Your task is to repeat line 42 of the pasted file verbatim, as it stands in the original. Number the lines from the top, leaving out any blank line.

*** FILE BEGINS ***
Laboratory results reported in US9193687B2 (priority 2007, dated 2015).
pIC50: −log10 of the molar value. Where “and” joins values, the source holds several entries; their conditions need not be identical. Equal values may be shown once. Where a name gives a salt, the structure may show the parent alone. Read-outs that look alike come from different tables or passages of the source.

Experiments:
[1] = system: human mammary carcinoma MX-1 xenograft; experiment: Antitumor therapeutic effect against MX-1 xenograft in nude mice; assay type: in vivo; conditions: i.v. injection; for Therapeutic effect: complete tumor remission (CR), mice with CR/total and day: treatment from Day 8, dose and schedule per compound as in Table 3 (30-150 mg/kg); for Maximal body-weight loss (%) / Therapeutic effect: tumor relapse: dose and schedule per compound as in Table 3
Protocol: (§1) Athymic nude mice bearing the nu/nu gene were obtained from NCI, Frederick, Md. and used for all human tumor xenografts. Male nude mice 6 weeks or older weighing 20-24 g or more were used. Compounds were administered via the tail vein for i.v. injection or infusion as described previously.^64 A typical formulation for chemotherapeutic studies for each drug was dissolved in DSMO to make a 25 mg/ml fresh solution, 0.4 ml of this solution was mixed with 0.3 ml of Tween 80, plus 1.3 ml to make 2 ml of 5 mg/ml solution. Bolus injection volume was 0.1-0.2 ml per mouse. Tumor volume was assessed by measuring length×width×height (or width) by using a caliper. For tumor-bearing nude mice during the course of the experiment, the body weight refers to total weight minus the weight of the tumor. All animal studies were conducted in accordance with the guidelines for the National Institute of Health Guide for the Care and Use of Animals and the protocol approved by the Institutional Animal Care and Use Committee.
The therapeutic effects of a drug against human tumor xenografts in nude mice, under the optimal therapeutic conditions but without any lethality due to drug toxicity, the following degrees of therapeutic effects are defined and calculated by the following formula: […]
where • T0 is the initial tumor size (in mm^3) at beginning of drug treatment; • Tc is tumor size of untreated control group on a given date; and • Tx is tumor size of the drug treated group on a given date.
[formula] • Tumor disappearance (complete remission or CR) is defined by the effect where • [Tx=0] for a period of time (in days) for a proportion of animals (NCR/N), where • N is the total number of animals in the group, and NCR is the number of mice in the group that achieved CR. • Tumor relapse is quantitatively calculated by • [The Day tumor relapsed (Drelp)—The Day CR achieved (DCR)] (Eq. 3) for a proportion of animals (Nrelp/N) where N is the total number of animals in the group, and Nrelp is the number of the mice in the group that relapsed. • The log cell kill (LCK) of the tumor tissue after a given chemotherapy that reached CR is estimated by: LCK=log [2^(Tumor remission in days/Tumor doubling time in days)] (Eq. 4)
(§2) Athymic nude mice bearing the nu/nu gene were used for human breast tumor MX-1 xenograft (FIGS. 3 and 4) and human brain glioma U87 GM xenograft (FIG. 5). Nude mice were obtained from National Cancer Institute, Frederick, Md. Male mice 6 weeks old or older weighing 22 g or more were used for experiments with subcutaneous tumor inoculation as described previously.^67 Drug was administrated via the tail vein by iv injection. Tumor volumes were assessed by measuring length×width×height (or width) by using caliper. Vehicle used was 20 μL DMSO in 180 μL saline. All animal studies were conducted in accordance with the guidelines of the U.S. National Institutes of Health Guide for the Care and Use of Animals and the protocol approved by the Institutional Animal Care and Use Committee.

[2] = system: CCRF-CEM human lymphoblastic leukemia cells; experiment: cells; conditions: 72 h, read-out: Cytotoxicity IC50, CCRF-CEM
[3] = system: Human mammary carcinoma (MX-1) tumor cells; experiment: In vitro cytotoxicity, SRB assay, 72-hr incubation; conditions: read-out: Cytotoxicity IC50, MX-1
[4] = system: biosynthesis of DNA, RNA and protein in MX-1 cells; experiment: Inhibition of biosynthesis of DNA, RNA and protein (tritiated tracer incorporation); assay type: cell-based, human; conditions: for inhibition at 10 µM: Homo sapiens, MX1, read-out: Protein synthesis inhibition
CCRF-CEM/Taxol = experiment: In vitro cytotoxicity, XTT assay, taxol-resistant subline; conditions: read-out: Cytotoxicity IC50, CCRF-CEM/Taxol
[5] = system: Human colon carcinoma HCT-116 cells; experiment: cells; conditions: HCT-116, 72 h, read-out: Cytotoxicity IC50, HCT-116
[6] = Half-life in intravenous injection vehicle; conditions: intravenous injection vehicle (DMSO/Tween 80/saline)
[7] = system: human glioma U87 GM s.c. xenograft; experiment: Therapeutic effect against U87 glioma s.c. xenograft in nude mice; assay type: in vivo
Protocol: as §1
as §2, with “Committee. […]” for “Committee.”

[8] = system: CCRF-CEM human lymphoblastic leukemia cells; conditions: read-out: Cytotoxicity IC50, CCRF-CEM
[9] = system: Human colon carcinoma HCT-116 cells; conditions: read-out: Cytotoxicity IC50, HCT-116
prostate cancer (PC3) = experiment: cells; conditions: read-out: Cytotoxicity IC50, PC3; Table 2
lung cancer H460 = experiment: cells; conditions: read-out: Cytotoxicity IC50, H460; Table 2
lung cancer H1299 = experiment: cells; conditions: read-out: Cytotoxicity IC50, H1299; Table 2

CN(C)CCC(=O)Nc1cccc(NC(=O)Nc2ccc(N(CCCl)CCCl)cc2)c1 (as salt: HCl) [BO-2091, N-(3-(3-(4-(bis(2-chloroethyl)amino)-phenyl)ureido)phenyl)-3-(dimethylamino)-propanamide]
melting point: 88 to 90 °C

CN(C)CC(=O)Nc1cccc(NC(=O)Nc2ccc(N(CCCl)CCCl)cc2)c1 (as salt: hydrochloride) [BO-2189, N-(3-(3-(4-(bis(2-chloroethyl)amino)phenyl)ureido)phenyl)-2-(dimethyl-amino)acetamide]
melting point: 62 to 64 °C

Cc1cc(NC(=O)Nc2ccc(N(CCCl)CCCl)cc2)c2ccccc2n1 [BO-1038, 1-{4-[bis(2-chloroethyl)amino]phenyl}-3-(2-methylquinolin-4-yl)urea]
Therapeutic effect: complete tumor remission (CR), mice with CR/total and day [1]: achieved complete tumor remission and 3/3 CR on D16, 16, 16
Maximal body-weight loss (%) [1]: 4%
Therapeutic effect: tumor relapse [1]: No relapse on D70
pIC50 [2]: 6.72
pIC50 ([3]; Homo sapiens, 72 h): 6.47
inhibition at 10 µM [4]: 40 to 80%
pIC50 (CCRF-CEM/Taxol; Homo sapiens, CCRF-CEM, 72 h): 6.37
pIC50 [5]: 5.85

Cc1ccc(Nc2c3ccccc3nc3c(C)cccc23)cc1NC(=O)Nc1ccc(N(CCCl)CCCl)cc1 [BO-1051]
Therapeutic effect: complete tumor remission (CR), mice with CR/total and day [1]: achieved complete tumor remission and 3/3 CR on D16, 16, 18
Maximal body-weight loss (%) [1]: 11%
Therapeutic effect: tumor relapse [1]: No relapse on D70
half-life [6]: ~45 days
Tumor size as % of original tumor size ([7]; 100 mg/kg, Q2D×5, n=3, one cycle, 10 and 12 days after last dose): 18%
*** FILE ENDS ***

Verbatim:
Tumor size as % of original tumor size ([7]; 100 mg/kg, Q2D×5, n=3, one cycle, 10 and 12 days after last dose): 18%